Weekly Musings 140

Welcome to this edition of Weekly Musings, where each Wednesday I share some thoughts about what’s caught my interest in the last seven days.

It’s the final edition of the letter for 2021. I hope you’ve all been having a happy holiday — whether you celebrate the season or if you just take a break at this time of the year.

This time ’round, an idea that hits close to home but the core of which can also apply to other areas.

With that out of the way, let’s get to this week’s musing.

On Distraction-Free Writing

Some time around 2007 or so, a new(ish) type of writing software began to popping up around the internet. Software that, in many ways, resembled a blank sheet of paper rolled around the platen of a typewriter. And nothing more.

The first example appeared on the Mac (as things like this often do) in the form of WriteRoom, which spawned a number of clones for various operating systems. Many of which with the word room in their names. That software also spawned a number of hacks and tweaks anyone could apply to existing word processors and editors to recreate the experience of WriteRoom and its clones.

The purpose of that software? To provide writers with an environment, free of toolbars and buttons and title bars and the like. To give them a blank digital canvas on which they could put words efficiently and productively. At least, that was the idea.

Those tools faded for a time, then made a comeback in the 2010s, a comeback that coincided with the surge in popularity of mobile devices and apps. As time passed, that resurgence went further with bespoke devices — like the FreeWrite Traveler or Smart Typewriter — dedicated to providing writers with a way to focus on their words.

Both distraction-free software and distraction-free hardware is being churned out to this day, all in the hope that writers will latch on them. All in the hope that the writers using them will becoming more productive, that they’ll be able to power through distractions and actually get things done instead of avoiding the act of writing. And, of course, to make a few bucks for the creators of that software and hardware …

Which leads us to late 2021. Specifically, to an article published in The New Yorker, penned by Julian Lucas. In that article, Lucas surveys the landscape of latest distraction-free tools and, whether by accident or design, descends into the rabbit hole of tool fetishism that writers often find themselves in.

The article also touches on something that all writers face at one time or another: the easy lure of taking it easy, of not writing.

Writing is work. It’s often hard work. Work that can be a challenge to get in motion. More than a few writers dread the blank page or screen. They’d rather be doing anything else — reading or doing research, bingeing on their favourite TV shows, cleaning their laptop screens — than putting fingers to keyboard.

Distraction isn’t anything new. It’s not a symptom of the digital age. In a case of what’s new being old again. Yes, writers have always been tempted away from their work, even back in the halcyon days when they used typewriters or pen and paper. Then, as now, writers have tried countless tricks and techniques and technologies to break free of distraction.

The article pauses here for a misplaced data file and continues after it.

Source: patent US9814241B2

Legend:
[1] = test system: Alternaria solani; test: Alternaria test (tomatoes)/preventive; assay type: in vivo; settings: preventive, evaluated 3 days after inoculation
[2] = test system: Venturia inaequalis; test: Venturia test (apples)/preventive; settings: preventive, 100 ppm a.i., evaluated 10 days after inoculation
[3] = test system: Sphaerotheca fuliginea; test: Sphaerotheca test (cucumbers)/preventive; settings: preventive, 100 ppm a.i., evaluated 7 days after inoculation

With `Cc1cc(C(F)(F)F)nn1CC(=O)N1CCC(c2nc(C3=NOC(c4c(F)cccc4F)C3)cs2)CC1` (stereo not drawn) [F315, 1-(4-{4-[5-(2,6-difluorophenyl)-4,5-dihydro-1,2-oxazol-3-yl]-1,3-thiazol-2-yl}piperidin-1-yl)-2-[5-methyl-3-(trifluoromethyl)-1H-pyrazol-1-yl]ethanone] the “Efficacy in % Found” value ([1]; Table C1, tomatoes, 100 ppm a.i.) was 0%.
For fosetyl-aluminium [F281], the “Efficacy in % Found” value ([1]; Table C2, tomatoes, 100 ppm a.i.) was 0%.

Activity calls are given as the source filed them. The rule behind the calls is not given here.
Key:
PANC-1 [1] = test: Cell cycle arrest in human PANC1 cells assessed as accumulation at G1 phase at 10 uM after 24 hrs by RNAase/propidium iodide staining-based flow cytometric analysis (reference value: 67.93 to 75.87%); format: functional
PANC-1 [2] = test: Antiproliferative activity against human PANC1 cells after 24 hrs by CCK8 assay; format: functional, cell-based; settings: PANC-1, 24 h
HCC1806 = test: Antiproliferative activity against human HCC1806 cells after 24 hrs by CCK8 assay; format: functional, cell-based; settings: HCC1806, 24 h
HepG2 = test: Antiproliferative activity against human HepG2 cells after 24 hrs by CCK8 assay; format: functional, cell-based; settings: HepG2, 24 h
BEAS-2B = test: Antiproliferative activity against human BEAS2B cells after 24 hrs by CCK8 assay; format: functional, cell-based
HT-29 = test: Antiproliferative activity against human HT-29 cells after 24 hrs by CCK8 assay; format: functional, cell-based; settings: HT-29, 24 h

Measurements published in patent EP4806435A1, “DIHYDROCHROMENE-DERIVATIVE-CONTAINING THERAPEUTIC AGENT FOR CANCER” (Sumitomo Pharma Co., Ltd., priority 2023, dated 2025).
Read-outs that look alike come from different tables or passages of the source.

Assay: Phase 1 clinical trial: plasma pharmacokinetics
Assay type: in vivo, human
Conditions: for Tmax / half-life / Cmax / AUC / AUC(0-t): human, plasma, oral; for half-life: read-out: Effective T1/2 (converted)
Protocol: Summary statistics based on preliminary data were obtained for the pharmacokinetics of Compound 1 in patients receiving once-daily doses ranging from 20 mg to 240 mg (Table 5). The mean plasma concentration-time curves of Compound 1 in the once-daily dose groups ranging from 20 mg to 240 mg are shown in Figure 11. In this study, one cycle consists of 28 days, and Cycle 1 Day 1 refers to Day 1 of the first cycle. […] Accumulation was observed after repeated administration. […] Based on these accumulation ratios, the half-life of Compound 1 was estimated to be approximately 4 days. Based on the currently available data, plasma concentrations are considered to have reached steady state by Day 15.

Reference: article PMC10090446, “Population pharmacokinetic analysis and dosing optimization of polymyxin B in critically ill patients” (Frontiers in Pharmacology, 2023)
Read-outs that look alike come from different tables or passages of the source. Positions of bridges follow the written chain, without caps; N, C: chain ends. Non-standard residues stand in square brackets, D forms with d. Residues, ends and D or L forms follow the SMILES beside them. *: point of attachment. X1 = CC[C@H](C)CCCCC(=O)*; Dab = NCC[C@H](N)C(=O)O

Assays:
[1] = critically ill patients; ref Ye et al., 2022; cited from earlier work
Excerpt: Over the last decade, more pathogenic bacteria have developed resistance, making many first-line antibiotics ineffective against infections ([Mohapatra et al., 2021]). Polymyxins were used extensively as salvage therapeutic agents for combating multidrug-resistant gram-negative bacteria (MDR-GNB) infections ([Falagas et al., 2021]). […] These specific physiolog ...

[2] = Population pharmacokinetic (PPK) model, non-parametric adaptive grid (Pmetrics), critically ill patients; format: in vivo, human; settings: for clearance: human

Can a distraction-free application or device return a writer who’s attention is drifting to focus? While I believe that using a distraction-free tool can be useful, that kind of tool is definitely not a magic bullet for the procrastinating writer. Using one won’t (necessarily) make you a better or more productive writer.

Confession time: I wrestle with drifting focus and distraction and temptation more often than I care to admit. I’ve been been using distraction-free tools (or ones with limited adornment) for years. Not because I decided to jump onto a bandwagon, but because my needs when writing are simple.

These days, I do most of my writing in an editor called Apostrophe. An editor that’s minimal, to say the least. As I’m typing, I format my work with Markdown. When I’m done, I can drop what I’ve written elsewhere to publish it on the web, or convert it to another format and tweak it in, say, a word processor.

But too many a writer gets a bit too obsessed with what works for someone else, without really understanding why it works for that someone else. What zaps the temptation of distraction for one writer might not be the cure for another writer. Still, when some writers hear about the so-called latest and greatest app or a program or a device, they’re compelled to try it in the hopes that it will solve all of their writing problems. They spiral deeper into tool fetishism and experimentation rather than actually doing the work.

If distractions are a constant problem, perhaps what you need is more a shift in habit or mindset than a shift in software. You need to cultivate and apply some discipline, some focus. You need to fight against the temptations that pull at you, which are many and varied and of all sizes. You need to actually sit in front of the screen for more than a couple of minutes, with fingers moving across a keyboard. You need to do that regularly, consistently.

That discipline, that focus doesn’t come easily. It is, however, the best solution to the problem of distraction for any writer. It’s a solution that sticks with you for a lifetime. It’s cheaper than latching on to the latest trend. And it’s definitely more effective.

Something to ponder.

Scott Nesbitt